Fort Atkinson restaurant does appetizers, soup well
FORT ATKINSON—Last Friday night seemed to be one of those evenings when nothing goes quite right. A deer running in front of the car. A crazy driver on the Interstate. And when we arrived at the restaurant we had planned to review, it was closed because of a small fire in an adjacent building.
By then it was getting late, and I was more than a little hungry and cranky. Richard, being the calm problem-solver that he is, suggested we drive to Fort Atkinson and try the Japanese place on Main Street.
My idea of fish on a Friday night involves a deep fryer, but at that point, hunger was making me less fussy. I half-heartedly agreed to some raw fish instead.
KitCho doesn't look like much from the outside, and the inside is your typical Asian décor, leaning more toward Chinese than Japanese. The staff is very friendly, though. We were greeted warmly at the door, and business was surprisingly brisk.
I indulged my wish for a drink the color of Kool-Aid with an umbrella in it. The Mai Tai ($5) is your typical fancy drink at a small-town Asian restaurant. But at that moment, it tasted fantastic.
We indulged in our favorite appetizer, crab rangoons ($3.95 for six pieces). The wrappers were thinner and lighter than usual, nicely fried, and the insides oozed warm cream cheese and crab. They were delicious, but it was the Yaki Gozoa ($3.95 for six pieces) that really turned my head. The pan-fried dumplings were filled with a flavorful pork mixture.
Those two appetizers are classics, and KitCho does them exceptionally well.
The kitchen also makes a good hot and sour soup ($1.95). I got a cup with my entrée, and while it was more on the hot side than the sour, the broth was richly nuanced. It wasn't heavily thickened with cornstarch, so the flavors really came through.
We shared a Pink Dragon Roll ($10.95), which was quite large. It featured shrimp tempura, avocado, masago and mayo and was topped with spicy salmon and eel sauce. It's a fairly typical “special roll” at most sushi places. KitCho did a nice job with it.
Sushi rolls typically have a lot going on, which can provide cover for fish that's not as fresh as it should be. That is not true of Chirashi ($16.95), which features an unadorned assortment of sashimi (raw meat or fish), seaweed salad and rice. It's one of Richard's favorite Japanese dishes and a good way to assess the quality of the ingredients.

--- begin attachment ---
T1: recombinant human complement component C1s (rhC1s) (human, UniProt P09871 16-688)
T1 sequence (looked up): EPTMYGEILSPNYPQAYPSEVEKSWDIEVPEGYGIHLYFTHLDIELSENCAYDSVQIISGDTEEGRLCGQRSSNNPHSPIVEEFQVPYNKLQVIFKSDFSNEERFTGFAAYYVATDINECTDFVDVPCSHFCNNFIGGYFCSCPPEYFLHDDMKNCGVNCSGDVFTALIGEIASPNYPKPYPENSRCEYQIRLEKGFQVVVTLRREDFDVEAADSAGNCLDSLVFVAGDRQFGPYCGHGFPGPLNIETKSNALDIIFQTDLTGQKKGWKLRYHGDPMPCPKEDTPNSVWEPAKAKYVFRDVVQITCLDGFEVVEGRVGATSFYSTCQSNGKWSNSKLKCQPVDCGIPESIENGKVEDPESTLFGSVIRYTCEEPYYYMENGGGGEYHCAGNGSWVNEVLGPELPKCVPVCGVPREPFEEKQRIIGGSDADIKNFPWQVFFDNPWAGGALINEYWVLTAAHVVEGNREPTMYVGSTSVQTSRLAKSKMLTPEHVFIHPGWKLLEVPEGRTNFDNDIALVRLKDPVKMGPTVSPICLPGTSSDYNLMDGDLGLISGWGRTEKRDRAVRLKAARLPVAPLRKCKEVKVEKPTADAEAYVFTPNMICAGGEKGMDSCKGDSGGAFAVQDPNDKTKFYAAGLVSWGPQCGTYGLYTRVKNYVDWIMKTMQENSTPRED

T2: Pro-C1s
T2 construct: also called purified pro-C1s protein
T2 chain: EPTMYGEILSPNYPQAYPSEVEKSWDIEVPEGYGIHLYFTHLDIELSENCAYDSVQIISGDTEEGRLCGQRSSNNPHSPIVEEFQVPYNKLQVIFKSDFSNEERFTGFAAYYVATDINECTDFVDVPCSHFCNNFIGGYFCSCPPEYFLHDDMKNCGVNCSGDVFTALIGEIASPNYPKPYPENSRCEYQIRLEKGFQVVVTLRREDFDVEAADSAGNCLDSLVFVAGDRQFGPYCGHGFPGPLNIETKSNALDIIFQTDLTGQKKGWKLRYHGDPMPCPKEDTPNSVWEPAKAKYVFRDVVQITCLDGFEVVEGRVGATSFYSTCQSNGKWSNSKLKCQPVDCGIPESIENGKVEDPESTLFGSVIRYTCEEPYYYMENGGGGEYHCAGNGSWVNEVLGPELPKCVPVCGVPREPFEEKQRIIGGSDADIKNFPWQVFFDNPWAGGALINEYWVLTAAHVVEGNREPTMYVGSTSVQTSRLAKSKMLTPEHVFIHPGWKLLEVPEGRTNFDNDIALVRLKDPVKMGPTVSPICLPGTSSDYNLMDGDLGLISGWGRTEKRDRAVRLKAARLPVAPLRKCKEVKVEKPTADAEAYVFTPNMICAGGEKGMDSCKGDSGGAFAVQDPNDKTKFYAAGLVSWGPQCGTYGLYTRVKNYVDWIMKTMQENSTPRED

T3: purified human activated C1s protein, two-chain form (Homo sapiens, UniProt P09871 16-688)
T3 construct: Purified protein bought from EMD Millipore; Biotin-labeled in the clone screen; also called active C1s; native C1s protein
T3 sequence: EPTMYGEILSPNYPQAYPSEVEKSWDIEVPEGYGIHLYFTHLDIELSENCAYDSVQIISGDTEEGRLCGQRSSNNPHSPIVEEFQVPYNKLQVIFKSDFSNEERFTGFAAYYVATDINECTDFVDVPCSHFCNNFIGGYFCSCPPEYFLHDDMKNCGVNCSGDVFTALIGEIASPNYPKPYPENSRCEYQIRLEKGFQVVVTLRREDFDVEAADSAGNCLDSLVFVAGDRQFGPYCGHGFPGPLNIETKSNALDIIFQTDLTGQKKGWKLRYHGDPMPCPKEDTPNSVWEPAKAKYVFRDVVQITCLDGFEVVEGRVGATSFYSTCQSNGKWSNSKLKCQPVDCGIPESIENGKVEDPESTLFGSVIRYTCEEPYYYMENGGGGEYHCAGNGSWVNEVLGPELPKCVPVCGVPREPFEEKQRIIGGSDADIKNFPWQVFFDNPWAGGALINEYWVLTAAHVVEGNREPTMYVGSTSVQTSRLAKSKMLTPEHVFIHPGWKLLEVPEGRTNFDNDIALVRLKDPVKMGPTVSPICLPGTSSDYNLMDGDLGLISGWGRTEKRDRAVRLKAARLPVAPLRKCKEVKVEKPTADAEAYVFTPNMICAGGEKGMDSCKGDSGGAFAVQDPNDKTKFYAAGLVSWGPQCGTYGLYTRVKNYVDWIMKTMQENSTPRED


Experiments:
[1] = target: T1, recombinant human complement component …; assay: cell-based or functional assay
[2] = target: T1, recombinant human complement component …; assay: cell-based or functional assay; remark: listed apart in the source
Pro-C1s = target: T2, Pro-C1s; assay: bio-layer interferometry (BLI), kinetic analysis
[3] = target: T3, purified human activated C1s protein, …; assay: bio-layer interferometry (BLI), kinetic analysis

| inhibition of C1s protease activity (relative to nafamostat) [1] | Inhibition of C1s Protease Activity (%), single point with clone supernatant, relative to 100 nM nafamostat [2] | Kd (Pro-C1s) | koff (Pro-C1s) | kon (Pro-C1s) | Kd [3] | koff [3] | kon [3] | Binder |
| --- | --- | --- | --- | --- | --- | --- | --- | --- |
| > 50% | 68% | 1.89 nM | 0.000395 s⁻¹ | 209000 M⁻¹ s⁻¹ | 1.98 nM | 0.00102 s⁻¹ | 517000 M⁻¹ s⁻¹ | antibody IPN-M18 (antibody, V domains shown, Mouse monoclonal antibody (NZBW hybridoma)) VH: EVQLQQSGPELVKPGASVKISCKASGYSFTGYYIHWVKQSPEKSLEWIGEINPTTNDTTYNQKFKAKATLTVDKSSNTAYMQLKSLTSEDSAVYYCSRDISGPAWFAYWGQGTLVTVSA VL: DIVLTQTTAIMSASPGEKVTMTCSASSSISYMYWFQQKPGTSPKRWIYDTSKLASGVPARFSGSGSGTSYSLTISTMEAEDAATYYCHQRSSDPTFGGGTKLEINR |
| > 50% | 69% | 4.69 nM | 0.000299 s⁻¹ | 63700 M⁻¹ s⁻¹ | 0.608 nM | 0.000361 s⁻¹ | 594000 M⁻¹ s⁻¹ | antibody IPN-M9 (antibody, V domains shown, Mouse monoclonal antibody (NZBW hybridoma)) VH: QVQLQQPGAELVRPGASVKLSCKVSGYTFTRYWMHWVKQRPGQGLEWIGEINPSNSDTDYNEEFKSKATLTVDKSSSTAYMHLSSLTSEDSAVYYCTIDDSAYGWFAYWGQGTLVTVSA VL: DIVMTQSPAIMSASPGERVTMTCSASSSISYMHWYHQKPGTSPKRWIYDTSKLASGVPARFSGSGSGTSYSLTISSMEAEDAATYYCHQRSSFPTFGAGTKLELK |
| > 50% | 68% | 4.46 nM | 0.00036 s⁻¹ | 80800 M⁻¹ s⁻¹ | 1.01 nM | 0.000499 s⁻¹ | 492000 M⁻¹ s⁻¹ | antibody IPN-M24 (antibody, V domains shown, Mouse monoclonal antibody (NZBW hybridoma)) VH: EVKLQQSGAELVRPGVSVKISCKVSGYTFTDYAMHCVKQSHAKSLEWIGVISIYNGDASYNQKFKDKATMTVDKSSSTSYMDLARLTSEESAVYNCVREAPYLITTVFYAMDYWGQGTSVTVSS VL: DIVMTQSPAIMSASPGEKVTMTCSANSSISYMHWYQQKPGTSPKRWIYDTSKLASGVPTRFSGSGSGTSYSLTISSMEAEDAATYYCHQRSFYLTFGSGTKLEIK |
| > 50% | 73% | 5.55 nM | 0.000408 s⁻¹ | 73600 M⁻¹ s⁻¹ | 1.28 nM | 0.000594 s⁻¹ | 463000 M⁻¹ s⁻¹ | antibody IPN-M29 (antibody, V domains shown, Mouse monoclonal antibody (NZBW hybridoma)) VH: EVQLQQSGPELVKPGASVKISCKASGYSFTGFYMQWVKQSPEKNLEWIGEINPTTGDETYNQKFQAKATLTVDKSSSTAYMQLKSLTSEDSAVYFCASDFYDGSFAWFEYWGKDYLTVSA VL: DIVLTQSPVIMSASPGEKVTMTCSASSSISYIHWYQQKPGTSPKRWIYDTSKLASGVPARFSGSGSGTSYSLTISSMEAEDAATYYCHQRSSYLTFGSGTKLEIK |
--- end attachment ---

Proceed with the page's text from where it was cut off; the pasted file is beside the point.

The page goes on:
KitCho's version placed the sashimi over the seaweed and the rice on the side, which made it awkward to eat. The real problem was the fish, which lacked variety and tasted a bit old.
I chose the chicken, shrimp and scallop hibachi dish ($16.95) that had sautéed zucchini and onions and fried rice. The sauce was bolder and thicker than usual, more Chinese than Japanese, but it was tasty. The chicken and seafood were nicely cooked. Most of it went home with us in a to-go box as we had stuffed ourselves silly with appetizers and a special roll.
Compared with the food, which was excellent at best and passable at worst, the service was amateurish and uneven. Everyone was nice, but Richard's Chirashi sat on the counter for a long time before being served. We sat and waited an additional 10 minutes for my entrée to be served.
The low point occurred when I looked at the water I had been sipping and saw the insert from a fortune cookie floating in my glass. We hadn't cracked open our cookies yet, so this was someone else's future swirling around my straw.
Overall, though, it was a pleasant evening salvaged from a less than auspicious start. The soup and appetizers were definitely above average. The roll and entrees were pretty average and fairly spendy.
KitCho also has Chinese and Thai food on the menu. Some of the entrees that went by our table looked and smelled delicious. KitCho has salt and pepper shrimp among its Chinese entrees, which is one of my favorites and not easy to find.
If you're in the neighborhood, I probably would choose takeout over dining in. However, KitCho would probably be on my speed dial if I lived near Fort Atkinson.